Keeping organized as a scrapbooker can feel overwhelming when you consider the sheer number of papers, embellishments and tools you have to keep track of. In this exclusive interview with author and scrapbook artist Debbie Hodge, learn some tips and tricks to help get your materials under control.
Scrapbook Organization Tips: Getting More Done in Less Time
Get it Scrapped! is a great new guide to scrapbooking by Debbie Hodge that gives you a simple approach to organize, visualize and create your pages. An accomplished scrapbook artist, Debbie uses her book to outline an easy-to-follow system for keeping digital photos under control.
- Shoot, cull and store
- Identify, flag and stage
Since part of creating successful scrapbook layouts involves tailoring your approach to the subject, Get It Scrapped! also offers tips for the following types of projects:
- Events: Birthday parties, holidays, family vacations, etc.
- Moments: Sweet, funny, or sentimental photos that bring back special emotions
- Yourself: Pages about your personality, perceptions, experiences, etc.
- Everyday life: Family routines, rituals with friends, or activities you enjoy
- Your world: Pages about how you relate to the world around you, whether it's your childhood home, your high school or the special objects you've used to decorate your home
- Collections: Photos from different times with a consistent theme, such as a "month in review" or "baby's first year"
Interview with Debbie Hodge
Debbie Hodge took time out of her busy schedule to answer a few questions for the readers of LoveToKnow Scrapbooking.
LovetoKnow (LTK): What made you decide to write a book about helping scrappers to get organized, as opposed to another volume full of pretty new techniques to try on your pages?
Debbie Hodge (DH): As I watched my friends get digital cameras, I saw them become overwhelmed by the quantity of the photos they now had-to the point that they stopped putting them into the photo albums they'd once kept.
I love process (I have an MBA with a concentration in Operations Management) and I love scrapbooking. I felt like if people just had a "method to the madness" they'd see it was doable - and then they'd get to enjoy the actual making of scrapbook pages.
LTK: How did you come up with the organizational system described in your book?
DH: It's how I do things! I found that the transition from prints to digital especially required greater organization. For about one year, I was taking print and digital photos. Having photos from overlapping times in different places bothered me, and it was during that period that I really got my "system" going.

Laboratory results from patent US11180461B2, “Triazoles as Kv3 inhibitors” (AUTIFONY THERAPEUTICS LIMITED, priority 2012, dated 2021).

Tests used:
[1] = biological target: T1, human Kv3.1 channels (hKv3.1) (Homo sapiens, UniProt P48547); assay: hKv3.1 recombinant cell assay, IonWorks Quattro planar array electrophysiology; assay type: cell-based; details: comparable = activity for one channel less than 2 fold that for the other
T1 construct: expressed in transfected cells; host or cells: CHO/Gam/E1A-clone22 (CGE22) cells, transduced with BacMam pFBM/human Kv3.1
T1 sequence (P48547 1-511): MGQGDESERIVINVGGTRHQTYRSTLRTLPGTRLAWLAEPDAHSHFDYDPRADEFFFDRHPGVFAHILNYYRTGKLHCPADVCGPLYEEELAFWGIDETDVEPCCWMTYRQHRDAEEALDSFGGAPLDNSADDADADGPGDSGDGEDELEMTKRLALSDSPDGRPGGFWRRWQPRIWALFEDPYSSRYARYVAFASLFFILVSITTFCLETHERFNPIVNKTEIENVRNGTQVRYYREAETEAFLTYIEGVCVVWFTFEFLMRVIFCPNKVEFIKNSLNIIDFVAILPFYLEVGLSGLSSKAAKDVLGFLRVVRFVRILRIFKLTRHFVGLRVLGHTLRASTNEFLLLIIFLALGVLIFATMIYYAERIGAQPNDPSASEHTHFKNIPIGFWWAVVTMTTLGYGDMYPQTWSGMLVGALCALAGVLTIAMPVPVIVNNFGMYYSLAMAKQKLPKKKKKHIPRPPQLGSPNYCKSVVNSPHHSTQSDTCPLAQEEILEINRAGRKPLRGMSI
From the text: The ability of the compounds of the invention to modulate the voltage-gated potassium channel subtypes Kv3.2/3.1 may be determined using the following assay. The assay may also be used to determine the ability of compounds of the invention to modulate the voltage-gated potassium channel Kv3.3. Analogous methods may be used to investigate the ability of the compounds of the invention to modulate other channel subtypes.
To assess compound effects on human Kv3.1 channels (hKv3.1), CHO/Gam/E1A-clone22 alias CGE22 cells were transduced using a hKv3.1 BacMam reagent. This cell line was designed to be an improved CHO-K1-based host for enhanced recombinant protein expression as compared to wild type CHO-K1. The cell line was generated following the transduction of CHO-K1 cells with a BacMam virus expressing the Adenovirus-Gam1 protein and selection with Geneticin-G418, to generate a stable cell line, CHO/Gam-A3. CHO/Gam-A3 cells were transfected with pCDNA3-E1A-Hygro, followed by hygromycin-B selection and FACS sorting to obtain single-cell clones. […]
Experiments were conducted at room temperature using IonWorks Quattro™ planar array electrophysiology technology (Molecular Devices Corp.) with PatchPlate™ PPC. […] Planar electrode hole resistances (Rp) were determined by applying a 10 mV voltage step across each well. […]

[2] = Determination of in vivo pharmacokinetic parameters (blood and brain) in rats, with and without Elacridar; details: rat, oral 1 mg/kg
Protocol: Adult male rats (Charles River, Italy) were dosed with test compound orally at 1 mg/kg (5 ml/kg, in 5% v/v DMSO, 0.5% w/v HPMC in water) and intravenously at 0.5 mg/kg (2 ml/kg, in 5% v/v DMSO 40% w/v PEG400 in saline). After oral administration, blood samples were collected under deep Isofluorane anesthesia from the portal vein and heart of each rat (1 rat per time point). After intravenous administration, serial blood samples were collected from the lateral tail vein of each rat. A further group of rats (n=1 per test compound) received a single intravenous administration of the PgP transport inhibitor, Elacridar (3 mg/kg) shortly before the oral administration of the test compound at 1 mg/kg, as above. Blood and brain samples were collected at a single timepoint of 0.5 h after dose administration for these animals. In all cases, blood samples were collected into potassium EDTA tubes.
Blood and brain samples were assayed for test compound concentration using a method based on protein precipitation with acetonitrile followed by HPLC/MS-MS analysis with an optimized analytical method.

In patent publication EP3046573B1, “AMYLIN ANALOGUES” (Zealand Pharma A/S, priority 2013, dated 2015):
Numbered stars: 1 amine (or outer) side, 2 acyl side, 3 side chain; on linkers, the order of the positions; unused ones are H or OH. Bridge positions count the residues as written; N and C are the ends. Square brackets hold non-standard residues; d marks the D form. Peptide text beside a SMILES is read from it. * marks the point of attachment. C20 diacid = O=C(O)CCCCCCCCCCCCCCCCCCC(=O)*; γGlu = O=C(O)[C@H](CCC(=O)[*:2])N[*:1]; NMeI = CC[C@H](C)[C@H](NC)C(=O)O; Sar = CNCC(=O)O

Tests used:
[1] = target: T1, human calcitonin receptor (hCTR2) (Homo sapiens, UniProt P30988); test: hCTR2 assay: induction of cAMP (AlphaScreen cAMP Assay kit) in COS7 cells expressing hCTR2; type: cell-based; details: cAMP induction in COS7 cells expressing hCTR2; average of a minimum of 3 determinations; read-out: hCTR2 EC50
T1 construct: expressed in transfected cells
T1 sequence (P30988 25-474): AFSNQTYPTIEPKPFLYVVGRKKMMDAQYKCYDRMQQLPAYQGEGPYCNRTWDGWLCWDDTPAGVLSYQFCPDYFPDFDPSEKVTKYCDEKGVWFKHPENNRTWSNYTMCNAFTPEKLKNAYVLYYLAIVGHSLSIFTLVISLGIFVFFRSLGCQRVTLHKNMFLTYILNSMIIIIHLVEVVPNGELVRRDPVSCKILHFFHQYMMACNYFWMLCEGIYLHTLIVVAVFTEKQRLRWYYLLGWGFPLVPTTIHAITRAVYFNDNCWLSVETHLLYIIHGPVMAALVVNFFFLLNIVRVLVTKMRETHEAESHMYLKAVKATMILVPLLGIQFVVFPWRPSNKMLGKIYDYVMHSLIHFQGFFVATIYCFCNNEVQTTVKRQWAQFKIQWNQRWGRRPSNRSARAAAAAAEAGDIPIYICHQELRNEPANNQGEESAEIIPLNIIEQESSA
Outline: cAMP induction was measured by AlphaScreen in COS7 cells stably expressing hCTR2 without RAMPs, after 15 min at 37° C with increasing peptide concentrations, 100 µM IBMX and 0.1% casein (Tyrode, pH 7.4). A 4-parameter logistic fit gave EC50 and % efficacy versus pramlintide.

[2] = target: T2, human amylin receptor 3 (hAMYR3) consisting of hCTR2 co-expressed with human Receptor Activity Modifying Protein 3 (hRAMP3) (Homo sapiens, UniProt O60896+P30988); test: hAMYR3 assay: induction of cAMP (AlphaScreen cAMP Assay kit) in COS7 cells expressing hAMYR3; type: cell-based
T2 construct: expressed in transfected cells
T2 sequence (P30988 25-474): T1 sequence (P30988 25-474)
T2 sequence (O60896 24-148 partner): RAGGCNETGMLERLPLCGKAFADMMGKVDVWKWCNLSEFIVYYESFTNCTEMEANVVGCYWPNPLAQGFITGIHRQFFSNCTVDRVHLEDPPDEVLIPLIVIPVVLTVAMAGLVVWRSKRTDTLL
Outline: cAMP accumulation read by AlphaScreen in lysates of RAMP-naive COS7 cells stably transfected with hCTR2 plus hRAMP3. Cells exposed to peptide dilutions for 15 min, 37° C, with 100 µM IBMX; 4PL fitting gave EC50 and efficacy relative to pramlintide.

Debbie's Scrapbooking Style
LTK: How would you describe your personal scrapbooking style? What process do you typically use when creating a layout?
DH: My pages almost always have multiple photos. I usually include a good chunk of journaling, and I like to have strong titles. Thus, my process begins with figuring out how these three elements (photos, journaling and title) are going to fit and sit on the page in a way that tells the story and looks good.
I begin with sizing the photos in Photoshop and arranging them on a 12-inch x 12-inch (or 24-inch x 12-inch) canvas. I scrap both digital and paper pages. For paper pages, I often print a group of smaller photos all in one piece (sometimes with digital frames) that I can put onto my page as one. Once I have the photos printed, I play with the rest of the elements until I like what I have and can glue it down.
Style wise, I really like layers and ephemera and a bit of an old-fashioned look, but that can take more time than I have, and it's not always best with my already full pages. Once I began digital scrapbooking, I found this to be a great way to get that kind of shabby look since I could control size and color with ease and make sure my photos were still most important on the page. My paper pages have become simpler.
An Abundance of Photos
LTK: What is your advice for the scrapbooker who can't get past feeling like she has to scrap every single photo she takes in perfect chronological order?
DH: Get D-ring albums so that even if you don't scrap photos in chronological order you can put them in albums that way. Use photo-pocket pages or small flip-books right on the album page to include more photos. Another thing that I really like to do so that I don't worry about having missed some photos is to blog regularly. If I include a few photos from an outing or just from everyday and if I write the details while it's fresh, I've got the material for a scrapbook page when I feel like getting to it.
While I've skipped around scrapping all over the place timewise the last few years, I am finding that I wish I had totally scrapped an event (vacation, trip, party) all at one time. It's harder to go get back in the mood when you've already done part of the event.
LTK: Are you as organized in other areas of your life as you are in scrapbooking?
DH: I am always a little overextended, and our really long kitchen table usually has a few piles of papers I need to get to. I do get everything done in time and usually well, but not always without some hunting around and general stress.
An organized scrapbooker is a productive scrapbooker. Start getting organized to get more out of your scrapbooking time. Many thanks to Debbie Hodge for her advice. You can get more info from Debbie at her site Get It Scrapped, or find her book at Amazon.
Layouts by Debbie Hodge
~A review copy of Get it Scrapped! was provided by the publisher for this article.